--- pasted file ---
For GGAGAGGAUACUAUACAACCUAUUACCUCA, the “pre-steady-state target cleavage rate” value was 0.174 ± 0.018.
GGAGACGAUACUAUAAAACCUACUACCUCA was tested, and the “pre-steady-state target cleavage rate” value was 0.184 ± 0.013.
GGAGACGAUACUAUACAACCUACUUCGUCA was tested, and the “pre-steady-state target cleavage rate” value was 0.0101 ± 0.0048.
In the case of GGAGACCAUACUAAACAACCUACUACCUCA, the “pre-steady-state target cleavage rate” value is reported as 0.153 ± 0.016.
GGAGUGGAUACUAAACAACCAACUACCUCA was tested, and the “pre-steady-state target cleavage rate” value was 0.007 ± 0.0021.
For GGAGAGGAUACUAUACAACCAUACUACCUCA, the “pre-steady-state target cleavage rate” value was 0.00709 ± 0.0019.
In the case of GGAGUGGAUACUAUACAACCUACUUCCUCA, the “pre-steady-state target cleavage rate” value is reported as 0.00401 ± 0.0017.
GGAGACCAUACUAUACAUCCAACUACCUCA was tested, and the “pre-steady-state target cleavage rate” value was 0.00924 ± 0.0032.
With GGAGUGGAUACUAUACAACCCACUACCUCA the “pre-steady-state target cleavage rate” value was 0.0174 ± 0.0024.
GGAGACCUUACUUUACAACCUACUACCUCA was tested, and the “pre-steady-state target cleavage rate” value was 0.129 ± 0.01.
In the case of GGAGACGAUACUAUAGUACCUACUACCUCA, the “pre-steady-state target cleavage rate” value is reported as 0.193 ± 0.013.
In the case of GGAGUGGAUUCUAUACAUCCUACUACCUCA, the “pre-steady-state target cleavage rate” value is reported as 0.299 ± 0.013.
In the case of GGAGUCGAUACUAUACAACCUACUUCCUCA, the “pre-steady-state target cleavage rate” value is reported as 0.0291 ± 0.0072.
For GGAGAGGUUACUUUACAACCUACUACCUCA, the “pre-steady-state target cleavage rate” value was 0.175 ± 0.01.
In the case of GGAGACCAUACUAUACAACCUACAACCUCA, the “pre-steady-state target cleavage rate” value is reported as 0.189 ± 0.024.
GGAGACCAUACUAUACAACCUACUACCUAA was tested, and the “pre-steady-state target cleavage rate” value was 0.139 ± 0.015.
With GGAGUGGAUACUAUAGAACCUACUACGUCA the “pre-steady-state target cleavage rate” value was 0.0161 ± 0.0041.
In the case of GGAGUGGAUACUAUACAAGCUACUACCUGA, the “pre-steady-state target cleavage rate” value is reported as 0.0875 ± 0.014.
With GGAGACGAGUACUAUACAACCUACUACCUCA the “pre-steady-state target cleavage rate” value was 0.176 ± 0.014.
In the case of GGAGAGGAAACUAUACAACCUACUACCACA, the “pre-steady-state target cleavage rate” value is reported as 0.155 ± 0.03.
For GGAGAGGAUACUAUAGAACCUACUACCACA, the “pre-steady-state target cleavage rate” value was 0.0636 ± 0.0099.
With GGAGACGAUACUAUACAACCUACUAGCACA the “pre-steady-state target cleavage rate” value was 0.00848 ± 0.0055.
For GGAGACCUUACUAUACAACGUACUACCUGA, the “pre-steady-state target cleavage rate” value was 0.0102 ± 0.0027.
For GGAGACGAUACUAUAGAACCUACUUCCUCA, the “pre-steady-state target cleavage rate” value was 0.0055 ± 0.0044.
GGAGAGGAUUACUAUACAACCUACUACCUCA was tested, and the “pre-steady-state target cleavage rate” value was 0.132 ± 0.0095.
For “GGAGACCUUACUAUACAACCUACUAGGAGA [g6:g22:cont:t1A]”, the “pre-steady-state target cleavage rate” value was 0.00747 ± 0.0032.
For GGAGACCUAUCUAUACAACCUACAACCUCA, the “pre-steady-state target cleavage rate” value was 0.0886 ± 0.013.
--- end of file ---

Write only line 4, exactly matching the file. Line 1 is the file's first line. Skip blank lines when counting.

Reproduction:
In the case of GGAGACCAUACUAAACAACCUACUACCUCA, the “pre-steady-state target cleavage rate” value is reported as 0.153 ± 0.016.